Jan C. Schlegel: Unforgettable Traces

Thu 7 May 2015Sat 11 Jul 2015
Opening Times: 
Wed - Fr: 12:00 - 18:00 h, Sat: 10:00 - 16:00 h

Bernheimer Fine Art is pleased to announce the first solo exhibition by photographer Jan C. Schlegel in Switzerland.

Jan C. Schlegel portrays the beauty and dignity of people he has met on his trips to Africa and Asia. The results are powerful and intimate portraits that entice, captivate and challenge the viewer. The pictures shown in this exhibition bear witness to the photographer’s special encounters with these unique people.

Since 1998 Schlegel has been tirelessly travelling to over 60 countries looking for cultural diversity beyond the “Coca- Cola and T-Shirt culture”. On his travels the artist observed the rapid decline of cultural traditions, and an increasing change to the way of life within tribes due to globalisation. These inexorable changes inspired Schlegel to capture his impressions, immortalise these people and preserve traditions in his portraits. Thus he not only creates artistic photographs, but also preserves unique pieces of art in the people themselves. None of people photographed wear special make-up or were asked to dress up before the photographs were taken. Nothing is staged and nothing is faked. They were all captured in their own familiar environments. The only stylistic device Schlegel uses is a simple grey background to emphasise their timeless dignity and focus the attention on the person.

The titles showing the age and the name of every person reveal how much time the artist spent getting to know his sitter. One image is dedicated to Biwa (44 years), the prestigious warrior of the Karo tribe in Ethiopia with the scars to display his courage and power, who proudly carries a crocodile on his shoulders. Another example is Nale (18 years), a daughter of the tribal elders, who is wearing an impressive ear decoration that represents her substantial dowry. For Monteria (10 years), Schlegel was struck by her radiantly blue eyes, but had to ask for permission from her parents for nearly five days before he was able to photograph her.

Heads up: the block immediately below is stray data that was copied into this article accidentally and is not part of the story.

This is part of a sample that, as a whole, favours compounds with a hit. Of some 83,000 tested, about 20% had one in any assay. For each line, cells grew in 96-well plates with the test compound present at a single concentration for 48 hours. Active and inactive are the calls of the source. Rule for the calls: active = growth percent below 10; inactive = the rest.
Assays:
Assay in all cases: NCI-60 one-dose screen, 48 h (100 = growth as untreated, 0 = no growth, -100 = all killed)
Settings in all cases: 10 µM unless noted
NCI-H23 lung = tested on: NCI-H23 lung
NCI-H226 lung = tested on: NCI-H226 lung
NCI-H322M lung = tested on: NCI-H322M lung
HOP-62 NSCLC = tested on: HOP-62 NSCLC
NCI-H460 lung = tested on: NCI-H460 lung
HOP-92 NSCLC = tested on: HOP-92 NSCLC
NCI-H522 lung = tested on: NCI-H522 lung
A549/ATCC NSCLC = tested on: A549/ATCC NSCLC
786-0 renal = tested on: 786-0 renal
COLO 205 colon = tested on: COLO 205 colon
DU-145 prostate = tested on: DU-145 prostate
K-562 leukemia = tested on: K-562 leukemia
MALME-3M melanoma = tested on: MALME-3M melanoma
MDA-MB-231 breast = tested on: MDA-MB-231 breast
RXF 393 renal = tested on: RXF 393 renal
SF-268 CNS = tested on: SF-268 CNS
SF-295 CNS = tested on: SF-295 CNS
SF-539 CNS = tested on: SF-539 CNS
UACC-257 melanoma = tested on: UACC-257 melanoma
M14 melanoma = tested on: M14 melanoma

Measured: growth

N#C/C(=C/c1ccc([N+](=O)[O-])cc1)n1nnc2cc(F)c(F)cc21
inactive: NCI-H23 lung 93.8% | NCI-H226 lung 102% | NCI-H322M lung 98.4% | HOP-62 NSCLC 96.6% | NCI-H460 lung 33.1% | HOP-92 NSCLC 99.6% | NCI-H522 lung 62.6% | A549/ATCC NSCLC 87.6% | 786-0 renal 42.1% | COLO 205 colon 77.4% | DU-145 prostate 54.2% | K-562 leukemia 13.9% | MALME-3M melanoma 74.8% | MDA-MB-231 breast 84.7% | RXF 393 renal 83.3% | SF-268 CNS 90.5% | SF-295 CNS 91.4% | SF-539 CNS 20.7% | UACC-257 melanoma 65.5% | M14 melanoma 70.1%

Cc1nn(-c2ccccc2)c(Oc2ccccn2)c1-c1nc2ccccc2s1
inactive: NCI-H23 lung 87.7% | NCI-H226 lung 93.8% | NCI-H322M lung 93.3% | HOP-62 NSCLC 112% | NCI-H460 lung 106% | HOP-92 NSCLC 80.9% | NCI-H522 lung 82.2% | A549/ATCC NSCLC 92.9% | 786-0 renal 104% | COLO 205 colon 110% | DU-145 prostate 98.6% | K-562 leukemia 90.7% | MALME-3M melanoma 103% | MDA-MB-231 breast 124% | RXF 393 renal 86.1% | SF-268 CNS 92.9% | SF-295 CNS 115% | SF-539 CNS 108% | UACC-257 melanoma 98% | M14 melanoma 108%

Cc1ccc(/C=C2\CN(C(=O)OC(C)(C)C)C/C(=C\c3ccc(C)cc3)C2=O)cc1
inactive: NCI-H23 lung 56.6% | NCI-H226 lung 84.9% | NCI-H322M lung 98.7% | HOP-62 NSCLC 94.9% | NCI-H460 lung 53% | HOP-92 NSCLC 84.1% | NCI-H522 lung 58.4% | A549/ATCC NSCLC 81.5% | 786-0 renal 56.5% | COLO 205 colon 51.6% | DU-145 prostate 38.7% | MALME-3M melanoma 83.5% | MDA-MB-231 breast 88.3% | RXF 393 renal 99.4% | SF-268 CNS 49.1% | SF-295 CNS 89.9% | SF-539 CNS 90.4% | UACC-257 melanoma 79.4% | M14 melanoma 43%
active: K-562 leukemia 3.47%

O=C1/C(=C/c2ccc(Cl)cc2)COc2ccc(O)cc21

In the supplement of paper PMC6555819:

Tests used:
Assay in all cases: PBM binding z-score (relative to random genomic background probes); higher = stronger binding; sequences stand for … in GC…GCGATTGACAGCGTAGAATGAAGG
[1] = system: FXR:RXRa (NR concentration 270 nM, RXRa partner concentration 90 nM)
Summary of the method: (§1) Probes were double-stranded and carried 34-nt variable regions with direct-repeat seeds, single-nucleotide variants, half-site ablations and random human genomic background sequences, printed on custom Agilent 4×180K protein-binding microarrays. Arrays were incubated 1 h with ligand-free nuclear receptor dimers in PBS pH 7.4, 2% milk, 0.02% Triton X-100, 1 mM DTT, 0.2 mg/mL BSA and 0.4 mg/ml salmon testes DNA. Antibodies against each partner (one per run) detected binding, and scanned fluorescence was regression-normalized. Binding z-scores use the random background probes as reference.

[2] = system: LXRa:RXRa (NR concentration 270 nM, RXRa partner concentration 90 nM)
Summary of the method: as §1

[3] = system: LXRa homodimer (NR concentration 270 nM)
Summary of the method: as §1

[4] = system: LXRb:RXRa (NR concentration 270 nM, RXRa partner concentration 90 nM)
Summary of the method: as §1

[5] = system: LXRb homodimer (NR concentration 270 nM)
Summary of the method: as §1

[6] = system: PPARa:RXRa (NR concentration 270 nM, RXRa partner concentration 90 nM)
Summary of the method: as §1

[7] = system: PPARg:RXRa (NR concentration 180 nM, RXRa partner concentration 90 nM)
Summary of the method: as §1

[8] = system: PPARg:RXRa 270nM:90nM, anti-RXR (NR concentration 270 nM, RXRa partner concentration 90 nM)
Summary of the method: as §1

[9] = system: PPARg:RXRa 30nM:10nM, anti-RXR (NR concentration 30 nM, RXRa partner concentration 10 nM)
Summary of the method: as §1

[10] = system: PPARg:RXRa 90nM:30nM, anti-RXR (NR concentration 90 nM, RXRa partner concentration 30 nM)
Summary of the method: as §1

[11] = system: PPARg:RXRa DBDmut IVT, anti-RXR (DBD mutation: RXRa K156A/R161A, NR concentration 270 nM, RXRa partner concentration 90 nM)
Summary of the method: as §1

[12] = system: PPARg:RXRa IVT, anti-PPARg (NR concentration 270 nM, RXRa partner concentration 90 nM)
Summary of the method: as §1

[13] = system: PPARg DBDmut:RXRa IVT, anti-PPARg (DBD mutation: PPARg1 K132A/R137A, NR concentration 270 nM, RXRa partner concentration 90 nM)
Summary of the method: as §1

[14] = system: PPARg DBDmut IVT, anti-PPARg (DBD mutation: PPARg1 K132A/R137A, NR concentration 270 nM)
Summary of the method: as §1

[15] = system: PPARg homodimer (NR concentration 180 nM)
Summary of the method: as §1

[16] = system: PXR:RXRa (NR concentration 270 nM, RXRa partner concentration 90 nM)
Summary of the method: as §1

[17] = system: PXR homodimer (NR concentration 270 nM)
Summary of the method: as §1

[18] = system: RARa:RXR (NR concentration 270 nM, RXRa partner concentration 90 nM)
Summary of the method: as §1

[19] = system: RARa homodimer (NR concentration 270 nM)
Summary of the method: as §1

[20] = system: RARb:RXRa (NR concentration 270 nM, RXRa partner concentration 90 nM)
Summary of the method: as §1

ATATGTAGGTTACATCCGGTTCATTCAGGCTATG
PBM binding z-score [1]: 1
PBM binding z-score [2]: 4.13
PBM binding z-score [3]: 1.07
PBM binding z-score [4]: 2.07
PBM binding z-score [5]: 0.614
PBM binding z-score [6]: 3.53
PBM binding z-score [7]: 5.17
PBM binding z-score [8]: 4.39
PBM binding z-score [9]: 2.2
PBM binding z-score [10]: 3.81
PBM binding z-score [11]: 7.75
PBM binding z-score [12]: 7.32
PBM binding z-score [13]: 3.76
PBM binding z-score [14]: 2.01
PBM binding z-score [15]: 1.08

Each portrait tells a story; a memorable moment for the photographer, but a rare, personal insight into the person being photographed. Their lives are inscribed on their bodies, in their dress and their character can be imagined by the penetrating expression in their eyes. However, in the end, they are enigmatic portraits, offering an empty space in a world where everything can be decoded. And yet it is the mysterious, inscrutable and intangible quality of these figures, emphasised by the harsh contrast of the sepia-turquoise colouring, which gives these portraits a majestic, eternal quality. Thus, Schlegel contemplates on the beauty of humans beyond any cultural differences or stereotypes.

The black and white photographs are taken using a 4 x 5 field camera (Ebony SV45 Ti) on traditional film (Kodak Tmax 400). The Negatives are developed in Kodak D76 Developer 1+1 dilution. Nothing is digitally edited, and the pictures are enlarged on fibre base photographic paper (Efke Varicon Classic FB) to either 50 x 60 cm or 77 x 86 cm. Afterwards, each photographic print is partly toned with Schlegel’s own mixture. Over two years the artist has personally developed this mixture, which gives the photographs an added strength and depth. Often this process takes several hours and turns out differently with each print, making each print completely unique. To guarantee durability and enhance the depth in the shadows each picture is then Selen toned and mounted on 2mm solid aluminium.


Jan C. Schlegel was born in the Black Forest region of Germany in 1965. He discovered his passion for photography when he was only 14 years old, after participating in photography workshop that was held at his school. He won the Agfa photography competition and was granted a place in Walter Schels class at the Staatslehranstalt für Photographie in Munich, which is where he developed his love for black and white photography. Toni Schneiders, one of Germany’s most prominent post-war photographers and a friend of Walter Schels, also became an important mentor to the young photographer. At 18 he studied for a further two years at a photography school near Lake Constance to become a fully trained, professional photographer. Today Schlegel is married with three children and teaches at the University of the Nations helping students to find their own artistic style and often travelling with them to Africa and Asia. Since 2011 he has been represented exclusively by Bernheimer and has been shown with great success in art fairs in London and Paris.

The exhibition will open with a drinks reception, where you can meet Jan C. Schlegel, on Thursday 7th May 2015 from 17:30 – 20:00. We look forward to seeing you at the gallery on Haldenstrasse 11, Lucerne.